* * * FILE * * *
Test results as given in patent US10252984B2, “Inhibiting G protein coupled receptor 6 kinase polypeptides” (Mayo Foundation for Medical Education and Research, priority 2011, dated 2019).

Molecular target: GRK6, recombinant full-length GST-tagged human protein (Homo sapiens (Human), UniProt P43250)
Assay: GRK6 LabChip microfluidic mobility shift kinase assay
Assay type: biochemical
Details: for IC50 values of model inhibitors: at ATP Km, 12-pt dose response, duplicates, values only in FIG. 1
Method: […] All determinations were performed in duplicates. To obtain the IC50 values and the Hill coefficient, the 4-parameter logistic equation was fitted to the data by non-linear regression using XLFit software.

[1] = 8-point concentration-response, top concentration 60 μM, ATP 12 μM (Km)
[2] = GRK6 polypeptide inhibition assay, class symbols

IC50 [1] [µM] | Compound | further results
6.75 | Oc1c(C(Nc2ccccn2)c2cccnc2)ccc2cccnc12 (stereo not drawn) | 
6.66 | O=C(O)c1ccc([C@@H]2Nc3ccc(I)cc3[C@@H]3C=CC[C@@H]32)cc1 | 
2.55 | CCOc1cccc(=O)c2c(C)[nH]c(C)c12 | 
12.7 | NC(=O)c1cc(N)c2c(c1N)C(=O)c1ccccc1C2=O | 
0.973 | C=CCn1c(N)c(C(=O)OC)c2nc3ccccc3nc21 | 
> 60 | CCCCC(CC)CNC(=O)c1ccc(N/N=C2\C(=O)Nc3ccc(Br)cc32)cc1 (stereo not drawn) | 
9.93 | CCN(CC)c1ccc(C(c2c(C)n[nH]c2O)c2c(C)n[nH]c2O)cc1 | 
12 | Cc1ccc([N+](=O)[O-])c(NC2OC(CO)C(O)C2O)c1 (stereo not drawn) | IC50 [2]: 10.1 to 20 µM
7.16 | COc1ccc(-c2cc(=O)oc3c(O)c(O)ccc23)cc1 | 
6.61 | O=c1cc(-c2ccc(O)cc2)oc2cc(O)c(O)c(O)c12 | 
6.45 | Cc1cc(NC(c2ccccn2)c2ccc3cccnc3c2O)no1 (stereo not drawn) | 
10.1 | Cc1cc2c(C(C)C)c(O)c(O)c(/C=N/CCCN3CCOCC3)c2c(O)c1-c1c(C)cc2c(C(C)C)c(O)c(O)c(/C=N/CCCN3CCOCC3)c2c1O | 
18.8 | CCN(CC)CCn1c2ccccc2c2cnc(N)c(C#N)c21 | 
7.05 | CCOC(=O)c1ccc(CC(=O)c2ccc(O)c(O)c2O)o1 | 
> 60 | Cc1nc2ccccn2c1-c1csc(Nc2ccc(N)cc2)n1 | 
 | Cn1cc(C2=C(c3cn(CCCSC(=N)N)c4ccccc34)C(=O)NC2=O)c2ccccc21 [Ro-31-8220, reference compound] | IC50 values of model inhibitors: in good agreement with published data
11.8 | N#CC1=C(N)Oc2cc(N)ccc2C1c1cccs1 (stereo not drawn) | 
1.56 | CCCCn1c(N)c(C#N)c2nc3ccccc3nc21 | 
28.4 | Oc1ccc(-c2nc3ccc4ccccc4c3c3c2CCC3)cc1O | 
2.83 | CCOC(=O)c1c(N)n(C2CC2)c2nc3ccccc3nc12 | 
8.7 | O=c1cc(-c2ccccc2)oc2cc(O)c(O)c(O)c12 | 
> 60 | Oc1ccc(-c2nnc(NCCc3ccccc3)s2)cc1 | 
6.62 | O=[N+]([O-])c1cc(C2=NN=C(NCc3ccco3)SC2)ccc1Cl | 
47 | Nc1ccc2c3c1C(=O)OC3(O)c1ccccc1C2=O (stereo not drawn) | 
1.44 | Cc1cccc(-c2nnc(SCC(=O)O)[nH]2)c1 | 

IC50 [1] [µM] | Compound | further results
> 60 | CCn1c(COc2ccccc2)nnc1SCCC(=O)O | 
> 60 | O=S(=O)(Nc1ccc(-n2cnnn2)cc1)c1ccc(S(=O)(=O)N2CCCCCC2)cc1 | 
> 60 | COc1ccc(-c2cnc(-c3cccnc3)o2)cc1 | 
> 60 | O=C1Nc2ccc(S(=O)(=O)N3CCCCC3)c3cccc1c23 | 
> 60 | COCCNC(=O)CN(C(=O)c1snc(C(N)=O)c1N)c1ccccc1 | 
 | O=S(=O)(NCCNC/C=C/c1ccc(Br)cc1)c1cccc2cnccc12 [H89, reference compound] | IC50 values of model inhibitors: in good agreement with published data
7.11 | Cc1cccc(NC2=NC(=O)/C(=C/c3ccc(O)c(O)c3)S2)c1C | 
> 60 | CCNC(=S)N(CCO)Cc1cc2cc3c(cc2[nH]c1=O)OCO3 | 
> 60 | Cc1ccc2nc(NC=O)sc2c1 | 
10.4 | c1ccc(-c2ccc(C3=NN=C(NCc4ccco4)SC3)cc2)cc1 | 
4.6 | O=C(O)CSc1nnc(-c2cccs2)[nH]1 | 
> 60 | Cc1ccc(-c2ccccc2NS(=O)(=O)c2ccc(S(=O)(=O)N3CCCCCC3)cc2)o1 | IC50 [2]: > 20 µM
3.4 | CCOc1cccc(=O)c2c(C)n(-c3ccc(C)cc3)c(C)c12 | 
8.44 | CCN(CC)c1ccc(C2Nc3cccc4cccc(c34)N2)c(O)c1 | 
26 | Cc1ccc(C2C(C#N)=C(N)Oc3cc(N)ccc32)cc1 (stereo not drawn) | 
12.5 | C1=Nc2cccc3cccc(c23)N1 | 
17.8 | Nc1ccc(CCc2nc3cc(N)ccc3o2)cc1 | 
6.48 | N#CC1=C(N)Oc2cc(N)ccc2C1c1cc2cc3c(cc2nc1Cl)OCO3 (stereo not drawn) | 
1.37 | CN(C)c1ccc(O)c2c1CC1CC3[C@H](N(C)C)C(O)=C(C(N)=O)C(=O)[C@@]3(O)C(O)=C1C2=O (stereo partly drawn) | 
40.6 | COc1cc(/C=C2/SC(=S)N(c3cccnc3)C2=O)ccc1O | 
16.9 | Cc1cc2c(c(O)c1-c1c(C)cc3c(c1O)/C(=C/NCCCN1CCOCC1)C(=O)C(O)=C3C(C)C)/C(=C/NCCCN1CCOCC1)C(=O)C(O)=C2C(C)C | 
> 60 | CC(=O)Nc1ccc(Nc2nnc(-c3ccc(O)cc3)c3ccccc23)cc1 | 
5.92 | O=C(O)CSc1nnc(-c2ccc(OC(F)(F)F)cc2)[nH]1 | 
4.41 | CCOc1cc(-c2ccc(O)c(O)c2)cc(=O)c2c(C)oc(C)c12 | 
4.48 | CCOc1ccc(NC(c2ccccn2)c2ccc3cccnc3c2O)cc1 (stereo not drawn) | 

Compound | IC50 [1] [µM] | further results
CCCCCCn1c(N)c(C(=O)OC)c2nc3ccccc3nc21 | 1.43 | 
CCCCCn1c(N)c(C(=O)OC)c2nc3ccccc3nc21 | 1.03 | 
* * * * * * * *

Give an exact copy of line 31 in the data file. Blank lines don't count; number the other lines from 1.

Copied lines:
> 60 | Oc1ccc(-c2nnc(NCCc3ccccc3)s2)cc1 | 